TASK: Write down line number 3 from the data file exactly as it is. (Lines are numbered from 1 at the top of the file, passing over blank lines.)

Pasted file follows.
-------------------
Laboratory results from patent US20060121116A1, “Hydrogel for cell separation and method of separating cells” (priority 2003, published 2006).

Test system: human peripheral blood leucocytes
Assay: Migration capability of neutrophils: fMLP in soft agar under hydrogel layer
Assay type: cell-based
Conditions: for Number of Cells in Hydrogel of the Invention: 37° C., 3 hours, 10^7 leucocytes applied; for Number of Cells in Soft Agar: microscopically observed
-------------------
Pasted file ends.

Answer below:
Assay: Migration capability of neutrophils: fMLP in soft agar under hydrogel layer